Studies have failed to demonstrate a direct drug interaction between the substances, but both cannabis and propranolol affect the cardiovascular system, which could lead to unforeseen complications. And studies that have found potential benefits were far too small in scale to suggest the combination of medications is safe for general use.

If you’re considering using propranolol and cannabis together, speak with your doctor first. They can provide medical guidance based on your individual circumstances. 

What About CBD and Propranolol?

CBD and Propranolol

There isn’t any research addressing the combination of CBD and propranolol. That said, some of the same potential risks associated with using beta blockers and high-THC cannabis still apply. 

CBD, like THC, can affect the cardiovascular system. Interestingly, the research indicates that it lowers blood pressure, but this isn’t necessarily a good thing in combination with propranolol. Because both substances reduce blood pressure, there’s a risk of it dropping too low, leading to dizziness, lightheadedness, and fainting. If blood pressure falls too low, there are also more serious risks.

While CBD is generally considered safe to use in proper doses, it may interact with certain medications. If you’re considering using both propranolol and CBD, consult with your physician first.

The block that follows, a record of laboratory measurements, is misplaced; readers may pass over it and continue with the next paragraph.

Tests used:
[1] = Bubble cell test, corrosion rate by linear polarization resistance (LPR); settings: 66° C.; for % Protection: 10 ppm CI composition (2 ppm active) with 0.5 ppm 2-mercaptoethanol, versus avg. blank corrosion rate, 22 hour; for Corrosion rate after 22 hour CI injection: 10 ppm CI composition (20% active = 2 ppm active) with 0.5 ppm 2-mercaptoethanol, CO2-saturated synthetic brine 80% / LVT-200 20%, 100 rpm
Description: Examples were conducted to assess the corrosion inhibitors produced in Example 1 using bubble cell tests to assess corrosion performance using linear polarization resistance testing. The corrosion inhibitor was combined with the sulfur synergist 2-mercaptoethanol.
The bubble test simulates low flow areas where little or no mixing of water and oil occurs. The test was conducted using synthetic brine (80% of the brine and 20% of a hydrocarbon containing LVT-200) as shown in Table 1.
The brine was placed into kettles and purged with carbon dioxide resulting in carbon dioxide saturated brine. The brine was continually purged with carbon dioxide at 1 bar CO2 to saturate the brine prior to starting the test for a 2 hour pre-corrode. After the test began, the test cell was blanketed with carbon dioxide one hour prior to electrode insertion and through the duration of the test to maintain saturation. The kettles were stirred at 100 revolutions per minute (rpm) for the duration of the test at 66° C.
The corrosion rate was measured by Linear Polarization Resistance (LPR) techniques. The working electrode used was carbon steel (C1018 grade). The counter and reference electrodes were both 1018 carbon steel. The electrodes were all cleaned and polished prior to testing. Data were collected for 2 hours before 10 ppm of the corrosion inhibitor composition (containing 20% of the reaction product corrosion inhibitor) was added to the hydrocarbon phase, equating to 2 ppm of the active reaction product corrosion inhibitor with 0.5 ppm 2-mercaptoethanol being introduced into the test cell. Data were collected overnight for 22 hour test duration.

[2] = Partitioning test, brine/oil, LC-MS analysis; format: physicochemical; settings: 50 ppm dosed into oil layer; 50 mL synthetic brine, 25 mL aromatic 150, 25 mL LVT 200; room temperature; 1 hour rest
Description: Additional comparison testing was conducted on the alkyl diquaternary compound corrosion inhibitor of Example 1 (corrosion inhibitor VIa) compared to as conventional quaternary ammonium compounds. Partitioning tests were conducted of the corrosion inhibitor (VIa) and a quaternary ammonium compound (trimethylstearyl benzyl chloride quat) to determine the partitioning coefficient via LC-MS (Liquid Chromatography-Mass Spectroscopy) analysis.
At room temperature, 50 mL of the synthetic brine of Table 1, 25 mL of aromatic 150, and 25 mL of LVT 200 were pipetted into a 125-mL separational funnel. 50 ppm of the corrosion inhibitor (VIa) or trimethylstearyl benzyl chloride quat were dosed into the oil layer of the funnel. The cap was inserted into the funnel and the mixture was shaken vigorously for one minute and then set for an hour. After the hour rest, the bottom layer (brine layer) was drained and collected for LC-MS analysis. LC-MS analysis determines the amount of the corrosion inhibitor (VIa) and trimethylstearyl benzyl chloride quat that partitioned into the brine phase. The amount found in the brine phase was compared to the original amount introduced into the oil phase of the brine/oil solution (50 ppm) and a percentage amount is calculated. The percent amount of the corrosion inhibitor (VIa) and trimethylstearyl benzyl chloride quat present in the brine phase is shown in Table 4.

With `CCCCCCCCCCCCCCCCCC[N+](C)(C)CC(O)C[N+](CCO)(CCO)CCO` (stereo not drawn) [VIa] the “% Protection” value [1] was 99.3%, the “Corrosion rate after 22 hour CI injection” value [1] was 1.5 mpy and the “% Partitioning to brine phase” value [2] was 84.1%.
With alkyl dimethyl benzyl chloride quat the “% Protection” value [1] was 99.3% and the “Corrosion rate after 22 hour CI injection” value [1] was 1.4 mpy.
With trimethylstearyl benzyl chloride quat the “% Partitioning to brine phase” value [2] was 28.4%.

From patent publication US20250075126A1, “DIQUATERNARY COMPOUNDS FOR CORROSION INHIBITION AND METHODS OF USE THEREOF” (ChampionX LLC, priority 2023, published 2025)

Precautions to Take When Using Propranolol and Marijuana

Propranolol and Marijuana

It’s safest not to take propranolol and cannabis together. These substances both interact with the cardiovascular system, which could result in unpredictable changes to blood pressure and heart rate. 

If you choose to use both at the same time, it’s best to do so with medical supervision or a caregiver close by. Never drive or operate heavy machinery while using cannabis and propranolol together. If you have a smartwatch or fitness tracker, use it to ensure your heart rate and blood pressure remain within normal ranges.

It’s always best to consult your doctor before combining medications, even natural ones like cannabis. Before using cannabis and propranolol, speak with your doctor about how the combination may affect you.

When to Seek Medical Help

If you’re using cannabis and propranolol together look out for warning signs. The first thing to be on the lookout for are the side effects of propranolol alone, which may intensify when used alongside cannabis.

It’s also a good idea to monitor your heart rate and blood pressure. If they move outside the normal range, it’s time to see medical help.

And in general, you want to keep an eye out for cardiovascular symptoms.

  • Dizziness or lightheadedness
  • Blurry vision
  • Chest pain
  • Shortness of breath or difficulty breathing
  • Rapid or racing heart beat
  • Pain spreading from the shoulder down the arm
  • Nausea
  • Cold sweat